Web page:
I wake with a start, a scream yanking me from my peaceful dream. I’m up and standing on my feet before my brain can process what’s happening. There’s a rising chorus of growls coming from my right.
Their scrawny bodies are hunched over and their fur is standing on end as sounds like thunder rumble from the depths their throat and slip from between the cracks in their teeth. There are maybe fifty of them stalking out from the shadows of the trees, hungrily swinging their heads back and forth, scanning for threats and for prey. On the other side of the pack, one of them lunges onto a child close by, and I reach down to grab my bow and quiver off the ground. My adrenaline suddenly kicks in and momentarily covers up the sorrow I have for the certain death of this child.
And then I remember Lily-flor.
Frantically, I scan the area for her as I aim the arrow at the repulsive feasting beast on the other side of the village. I’m ready to shoot it dead even if there is no saving the child. The poor child…
The leader of the wolf pack looks up at me suddenly and lets out a nasty snarl, making my blood run cold. Its already dark eyes darken and its features seem to grow larger, its muscles bulging from its scrawny frame.
I aim my weapon at him as he turns and takes a step toward me, almost seeming to smile cruelly.
“Lily-flor!” I cry, looking away from the beast.
Lily-flor screams for me to watch out as the large beastly wolf jumps into the air, its jaws open and ready to rip into me. I shoot my arrow, hitting it in the shoulder. It whimpers slightly, but its momentum finishes carrying it through the air and it crashes into my body, making us fall to the ground. It snaps its jaws hungrily as I try to reach through our entanglement and push its snout away from my face. I’m strong enough to do so, but I don’t know how long I can hold it off.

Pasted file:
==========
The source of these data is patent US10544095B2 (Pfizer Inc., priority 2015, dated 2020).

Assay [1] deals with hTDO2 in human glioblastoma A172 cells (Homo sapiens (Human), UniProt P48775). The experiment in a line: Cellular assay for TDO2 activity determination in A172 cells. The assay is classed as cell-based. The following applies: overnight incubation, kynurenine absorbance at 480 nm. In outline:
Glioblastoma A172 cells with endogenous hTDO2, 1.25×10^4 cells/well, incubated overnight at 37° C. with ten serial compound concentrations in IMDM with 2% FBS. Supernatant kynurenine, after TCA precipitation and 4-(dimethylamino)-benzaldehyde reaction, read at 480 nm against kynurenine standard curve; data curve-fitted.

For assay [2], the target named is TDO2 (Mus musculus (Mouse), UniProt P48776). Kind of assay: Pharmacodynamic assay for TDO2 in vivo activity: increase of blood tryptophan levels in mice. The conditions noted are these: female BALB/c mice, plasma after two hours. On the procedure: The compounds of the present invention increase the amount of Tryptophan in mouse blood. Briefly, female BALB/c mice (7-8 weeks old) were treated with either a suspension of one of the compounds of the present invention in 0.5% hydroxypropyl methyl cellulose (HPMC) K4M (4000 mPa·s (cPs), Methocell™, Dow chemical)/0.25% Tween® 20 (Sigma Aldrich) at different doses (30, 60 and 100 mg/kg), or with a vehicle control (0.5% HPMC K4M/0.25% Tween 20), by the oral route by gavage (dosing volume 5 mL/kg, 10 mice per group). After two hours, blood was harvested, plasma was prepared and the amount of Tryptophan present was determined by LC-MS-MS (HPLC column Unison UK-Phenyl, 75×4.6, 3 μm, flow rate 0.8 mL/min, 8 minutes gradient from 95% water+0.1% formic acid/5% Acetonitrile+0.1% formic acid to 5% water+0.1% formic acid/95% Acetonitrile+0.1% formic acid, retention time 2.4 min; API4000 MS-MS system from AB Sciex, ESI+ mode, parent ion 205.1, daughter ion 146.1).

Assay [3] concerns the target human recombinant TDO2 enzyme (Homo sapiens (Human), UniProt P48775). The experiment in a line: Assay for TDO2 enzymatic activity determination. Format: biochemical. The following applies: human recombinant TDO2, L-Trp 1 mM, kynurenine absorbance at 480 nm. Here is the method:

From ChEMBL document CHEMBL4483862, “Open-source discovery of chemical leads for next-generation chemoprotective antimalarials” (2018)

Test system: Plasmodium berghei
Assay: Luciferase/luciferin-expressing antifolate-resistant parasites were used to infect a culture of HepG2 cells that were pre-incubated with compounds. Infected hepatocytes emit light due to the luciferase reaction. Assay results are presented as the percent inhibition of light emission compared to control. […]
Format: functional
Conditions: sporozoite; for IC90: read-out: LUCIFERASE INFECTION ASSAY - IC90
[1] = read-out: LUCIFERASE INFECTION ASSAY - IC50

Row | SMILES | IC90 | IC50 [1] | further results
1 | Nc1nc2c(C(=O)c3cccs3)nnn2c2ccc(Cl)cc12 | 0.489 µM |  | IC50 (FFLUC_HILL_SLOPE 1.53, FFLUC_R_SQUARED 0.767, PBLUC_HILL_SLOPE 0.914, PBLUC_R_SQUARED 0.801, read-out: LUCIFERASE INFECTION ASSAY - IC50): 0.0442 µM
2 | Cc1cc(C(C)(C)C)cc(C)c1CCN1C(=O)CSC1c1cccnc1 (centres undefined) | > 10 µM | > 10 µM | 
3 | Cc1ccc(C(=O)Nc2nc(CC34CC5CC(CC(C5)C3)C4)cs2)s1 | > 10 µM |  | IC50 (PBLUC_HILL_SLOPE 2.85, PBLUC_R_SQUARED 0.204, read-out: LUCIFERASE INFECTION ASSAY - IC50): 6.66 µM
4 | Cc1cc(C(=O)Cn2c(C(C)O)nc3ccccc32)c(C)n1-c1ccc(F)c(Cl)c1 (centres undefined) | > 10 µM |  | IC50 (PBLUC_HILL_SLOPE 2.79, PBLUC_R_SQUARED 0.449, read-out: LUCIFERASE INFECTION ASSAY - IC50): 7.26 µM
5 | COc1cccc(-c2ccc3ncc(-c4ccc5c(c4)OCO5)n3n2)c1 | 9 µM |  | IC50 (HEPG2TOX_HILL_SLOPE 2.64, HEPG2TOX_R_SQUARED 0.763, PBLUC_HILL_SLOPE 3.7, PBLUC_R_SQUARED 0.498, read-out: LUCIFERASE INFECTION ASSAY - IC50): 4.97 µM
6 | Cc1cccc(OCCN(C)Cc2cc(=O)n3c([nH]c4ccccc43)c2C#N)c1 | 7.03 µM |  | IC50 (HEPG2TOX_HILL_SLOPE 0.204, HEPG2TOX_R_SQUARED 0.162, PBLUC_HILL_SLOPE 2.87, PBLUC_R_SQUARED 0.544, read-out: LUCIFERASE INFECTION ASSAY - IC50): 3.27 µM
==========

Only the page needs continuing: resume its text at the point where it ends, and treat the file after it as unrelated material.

Shrill cries and terrified screams circle all around me, from both my people and the murderous animals. I need to help. I need to do something…
A fire lights inside of me.
Suddenly the large wolf drops limply onto my body. I scramble out from under it, my back pressed against the wall of the house behind me. My breath catches up to me.
“Come on, Cressa-la!” Rai-si is holding a hand out to me, his bloody spear gripped tight in the other. Taking the offer, I jump up, my body tired only for a moment.
I grab my bow and quiver, throwing the wooden arrow-holder over my shoulder and placing an arrow into the bow. Adrenaline kicks in, and I shoot at the nearest wolf, making it recoil and turn around toward me. I shoot again, the arrow going straight into his skull and making him drop to the ground with a sickening thud.
“Cressa-la!” I hear.
I turn to my right. Lily-flor is backed up to a wall and covering her face, tears streaming down her dirty cheeks. Three wolves have her trapped. They know she’s one of the weaker tribespeople, one of the young.
I aim and shoot, Rai-si helping me free Lily-flor from the beasts. Moments later, she is safe and hugging me tight. A small tingle of relief washes through me.
“Thank you!” she cries, more tears falling down to her chin.
“Don’t cry,” I tell her, looking around for more danger. “You’ll need that water later. Don’t dehydrate yourself. Get into a house. Now.”
She obeys and I turn back around, sending another arrow soaring, only needing one this time to shoot another wolf dead.
“Enough!” Rai-si cries. Everyone lowers their weapons. The wolves are retreating.
The village cries out in happiness.
The last wolf limps off into the woods, looking back with a dark glare, as if it would taste revenge soon enough. It looks right at me, stopping me cold. Something about its eyes seems… human. As if there’s more than just an animal occupying its brain. And for a second, I see a flash of green shiver across them and one corner of its mouth turn up more than the other before it turns away.